Third, reviving Iraq’s agriculture sector to serve as a key pillar of a more diversified, private sector-led economy. Agriculture production; food processing; and related services including logistics, finance, manufacturing, and technology have large potential to expand and create jobs. The agri-food sector has not been subject to the same level of government control as other sectors, so it is well positioned to develop new methods and adopt the latest technologies to maximize its competitive potential. 

The latest Country Economic Memorandum builds on two previous reports, from 2006 and 2012, which noted the need for Iraq to move from conflict to rehabilitation; from state dominance to market orientation; from oil dependence to diversification; and from isolation to regional and global integration. 

Breaking out of Fragility builds on those recommendations by 1) conducting a close analysis of Iraq’s underlying fragility and political economy challenges and their implications for a diversified growth model; 2) analyzing Iraq’s growth characteristics and the country’s potential for and benefits from economic diversification; 3) assessing Iraq’s potential for trade and regional integration to create growth; and 4) reviewing Iraq’s agriculture sector and its potential to support economic diversification. 

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Appliance standards and labelling is highly effective at reducing energy use

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Policies that introduce minimum efficiency performance standards and energy-consumption labelling on appliances and equipment have led to reduced power consumption, lower carbon emissions, and cost savings for consumers, according to analysis published today by the IEA and the 4E Technology Collaboration Programme (4E TCP).

The report’s findings are drawn from nearly 400 evaluation studies covering 100 countries, including those with the longest running and strongest appliance policies, such as China, European Union, Japan and the United States.

“The findings from the study are important as they provide evidence that standards and labelling are highly effective policy instruments that bring benefits to consumers as well as lower emissions and lower energy demand,” said Brian Motherway, the Head of Energy Efficiency at the IEA.

The study shows the policies have had significant positive impacts:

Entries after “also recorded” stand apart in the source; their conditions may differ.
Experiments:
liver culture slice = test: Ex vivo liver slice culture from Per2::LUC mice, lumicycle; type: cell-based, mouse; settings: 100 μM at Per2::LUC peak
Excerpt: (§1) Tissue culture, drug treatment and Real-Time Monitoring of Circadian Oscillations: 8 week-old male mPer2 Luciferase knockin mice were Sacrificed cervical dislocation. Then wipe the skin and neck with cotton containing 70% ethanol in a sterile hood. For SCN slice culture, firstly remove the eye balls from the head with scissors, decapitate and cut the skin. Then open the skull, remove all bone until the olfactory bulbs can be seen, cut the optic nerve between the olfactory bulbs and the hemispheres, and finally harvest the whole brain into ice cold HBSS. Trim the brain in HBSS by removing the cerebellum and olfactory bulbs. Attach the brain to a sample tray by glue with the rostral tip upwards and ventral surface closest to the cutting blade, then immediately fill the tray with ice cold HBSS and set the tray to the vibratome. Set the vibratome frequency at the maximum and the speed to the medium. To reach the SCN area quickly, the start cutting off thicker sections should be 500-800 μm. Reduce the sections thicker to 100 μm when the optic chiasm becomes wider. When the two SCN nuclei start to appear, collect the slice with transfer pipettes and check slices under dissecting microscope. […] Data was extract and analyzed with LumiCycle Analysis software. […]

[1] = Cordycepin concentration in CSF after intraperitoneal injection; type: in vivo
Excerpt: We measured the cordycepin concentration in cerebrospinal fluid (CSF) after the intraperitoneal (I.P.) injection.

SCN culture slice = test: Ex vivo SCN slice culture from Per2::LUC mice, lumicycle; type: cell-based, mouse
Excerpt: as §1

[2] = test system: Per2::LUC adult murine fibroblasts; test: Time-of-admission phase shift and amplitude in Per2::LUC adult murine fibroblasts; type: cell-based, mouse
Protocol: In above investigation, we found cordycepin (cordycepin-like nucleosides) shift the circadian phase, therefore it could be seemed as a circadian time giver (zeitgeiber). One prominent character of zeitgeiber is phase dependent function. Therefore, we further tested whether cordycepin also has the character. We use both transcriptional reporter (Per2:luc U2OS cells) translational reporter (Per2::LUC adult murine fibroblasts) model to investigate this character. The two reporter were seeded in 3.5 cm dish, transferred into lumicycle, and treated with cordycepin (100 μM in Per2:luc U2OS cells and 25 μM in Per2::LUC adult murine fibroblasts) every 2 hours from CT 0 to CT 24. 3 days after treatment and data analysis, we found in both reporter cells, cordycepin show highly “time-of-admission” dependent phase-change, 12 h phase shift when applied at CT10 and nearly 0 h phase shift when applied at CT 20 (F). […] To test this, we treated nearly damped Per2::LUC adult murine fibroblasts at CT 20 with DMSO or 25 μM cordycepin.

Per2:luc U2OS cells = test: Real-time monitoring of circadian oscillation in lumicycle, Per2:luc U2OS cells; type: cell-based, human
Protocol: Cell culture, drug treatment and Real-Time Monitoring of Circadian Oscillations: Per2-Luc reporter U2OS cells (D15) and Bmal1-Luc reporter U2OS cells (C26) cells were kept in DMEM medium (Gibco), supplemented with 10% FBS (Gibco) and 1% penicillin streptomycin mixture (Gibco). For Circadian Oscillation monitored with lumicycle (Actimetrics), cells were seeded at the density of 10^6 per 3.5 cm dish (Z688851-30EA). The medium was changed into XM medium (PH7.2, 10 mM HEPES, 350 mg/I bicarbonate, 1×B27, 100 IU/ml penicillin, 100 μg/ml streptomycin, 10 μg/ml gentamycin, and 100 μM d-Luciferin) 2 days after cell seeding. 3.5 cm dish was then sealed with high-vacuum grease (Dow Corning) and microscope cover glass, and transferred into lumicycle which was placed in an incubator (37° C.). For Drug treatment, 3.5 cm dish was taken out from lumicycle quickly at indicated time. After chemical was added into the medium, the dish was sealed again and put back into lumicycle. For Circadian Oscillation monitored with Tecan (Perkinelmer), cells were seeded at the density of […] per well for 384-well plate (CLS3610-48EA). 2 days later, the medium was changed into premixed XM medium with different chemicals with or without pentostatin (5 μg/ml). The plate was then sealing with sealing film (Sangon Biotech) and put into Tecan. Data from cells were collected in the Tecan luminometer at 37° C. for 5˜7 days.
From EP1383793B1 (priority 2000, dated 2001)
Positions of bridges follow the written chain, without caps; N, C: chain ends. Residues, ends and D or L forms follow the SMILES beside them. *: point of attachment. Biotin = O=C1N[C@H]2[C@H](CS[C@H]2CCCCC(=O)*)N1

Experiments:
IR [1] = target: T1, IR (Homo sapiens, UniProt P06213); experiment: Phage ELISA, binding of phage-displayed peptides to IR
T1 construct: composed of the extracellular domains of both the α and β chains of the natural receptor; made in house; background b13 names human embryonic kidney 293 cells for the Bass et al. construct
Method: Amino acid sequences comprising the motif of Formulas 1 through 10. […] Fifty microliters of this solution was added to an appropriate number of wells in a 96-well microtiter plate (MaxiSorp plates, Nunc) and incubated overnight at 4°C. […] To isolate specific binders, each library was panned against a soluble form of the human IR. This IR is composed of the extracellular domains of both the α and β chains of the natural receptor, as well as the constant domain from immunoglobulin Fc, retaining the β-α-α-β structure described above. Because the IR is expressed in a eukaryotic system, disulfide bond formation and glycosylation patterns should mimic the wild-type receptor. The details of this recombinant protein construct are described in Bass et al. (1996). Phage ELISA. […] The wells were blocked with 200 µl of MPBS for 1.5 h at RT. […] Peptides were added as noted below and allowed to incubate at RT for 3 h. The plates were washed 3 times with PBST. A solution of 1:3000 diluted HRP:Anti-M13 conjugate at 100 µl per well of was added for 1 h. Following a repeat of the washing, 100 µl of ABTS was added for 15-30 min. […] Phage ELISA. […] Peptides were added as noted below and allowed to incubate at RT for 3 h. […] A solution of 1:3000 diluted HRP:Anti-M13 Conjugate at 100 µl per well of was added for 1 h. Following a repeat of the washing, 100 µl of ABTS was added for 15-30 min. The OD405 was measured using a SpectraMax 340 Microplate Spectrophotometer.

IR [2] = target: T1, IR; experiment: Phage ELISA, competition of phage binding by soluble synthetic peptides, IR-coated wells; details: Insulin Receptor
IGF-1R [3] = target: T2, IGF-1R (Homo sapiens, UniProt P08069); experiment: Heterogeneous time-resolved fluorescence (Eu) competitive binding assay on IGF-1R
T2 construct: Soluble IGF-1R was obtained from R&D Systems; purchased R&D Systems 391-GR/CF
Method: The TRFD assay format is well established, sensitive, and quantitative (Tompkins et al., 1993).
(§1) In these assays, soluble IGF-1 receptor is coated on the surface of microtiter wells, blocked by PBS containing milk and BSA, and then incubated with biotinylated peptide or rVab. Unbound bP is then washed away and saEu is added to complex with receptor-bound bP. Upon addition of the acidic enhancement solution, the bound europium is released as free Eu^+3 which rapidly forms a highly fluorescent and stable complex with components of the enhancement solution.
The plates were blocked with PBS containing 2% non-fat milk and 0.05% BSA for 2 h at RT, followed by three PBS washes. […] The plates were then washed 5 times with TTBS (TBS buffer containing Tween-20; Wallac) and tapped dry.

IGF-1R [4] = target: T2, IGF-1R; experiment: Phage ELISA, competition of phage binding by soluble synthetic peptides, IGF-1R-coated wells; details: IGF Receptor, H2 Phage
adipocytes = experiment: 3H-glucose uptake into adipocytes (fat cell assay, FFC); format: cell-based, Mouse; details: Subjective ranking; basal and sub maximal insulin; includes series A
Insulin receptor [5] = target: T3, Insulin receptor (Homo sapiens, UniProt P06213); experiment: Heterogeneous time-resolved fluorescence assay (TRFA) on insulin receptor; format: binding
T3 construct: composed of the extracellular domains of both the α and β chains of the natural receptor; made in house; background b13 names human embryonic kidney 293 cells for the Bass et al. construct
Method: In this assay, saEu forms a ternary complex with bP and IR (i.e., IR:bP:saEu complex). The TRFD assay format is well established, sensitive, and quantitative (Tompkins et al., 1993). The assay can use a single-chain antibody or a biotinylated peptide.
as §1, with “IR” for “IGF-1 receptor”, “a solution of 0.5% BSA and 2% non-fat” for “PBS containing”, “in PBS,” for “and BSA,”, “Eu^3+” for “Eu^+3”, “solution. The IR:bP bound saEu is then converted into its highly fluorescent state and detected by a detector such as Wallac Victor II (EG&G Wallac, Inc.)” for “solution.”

• In countries with long-running policies, appliances are now typically consuming 30% less energy than they would have done otherwise.
  • In the nine countries/regions for which data were available, such programmes reduced annual electricity consumption by a total of around 1 580 terawatt-hours in 2018 – similar to the total electricity generation of wind and solar energy in those countries.
  • The programmes that have been operating the longest, such as those in the United States and the European Union, are estimated to deliver annual reductions of around 15% of their current total national electricity consumption. This percentage increases each year as more of the older, less-efficient stock is replaced with equipment that meets new higher efficiency standards.
  • These energy savings represent a significant financial boon for businesses and householders. In the United States alone, utility customers are now economising USD 60 billion each year, or USD 320 per customer.
  • Also, the United States, European Union and China together are avoiding annual CO2 emissions of more than 700 million tonnes, equivalent to the total energy-related emissions of Germany.
  • Well-designed policies encourage product innovation and lead to economies of scale, which reduces the cost of appliances even without accounting for the efficiency gains. For example, in Australia the sticker price of appliances has typically fallen 40% over the last 20 years, while average energy consumption has fallen by a third.

“The message is simple: expanding standards and energy efficiency labelling programmes makes the energy transition challenge easier, more affordable and become a reality,” said Jamie Hulan, the Chair of the 4E TCP.

The IEA will continue to collaborate with 4E TCP to enhance and promote the use of such policies. 4E TCP is an international platform for fourteen countries and the European Union to exchange technical and policy information focused on increasing the production and trade in efficient end-use equipment.

Ahead of this November’s COP26 Climate Change Conference, the IEA is working with the UK Government via the Super-Efficient Equipment and Appliance Deployment (SEAD) initiative to coordinate and improve international action on product energy efficiency. The United Kingdom is leading the COP26 Product Efficiency Call to Action, which aims to double the efficiency of key global products by 2030, initially focusing on four key energy-consuming products: air conditioners, refrigerators, lighting and industrial motors systems. The IEA is supporting the implementation of this work and helping expand the number of countries ready to make this commitment.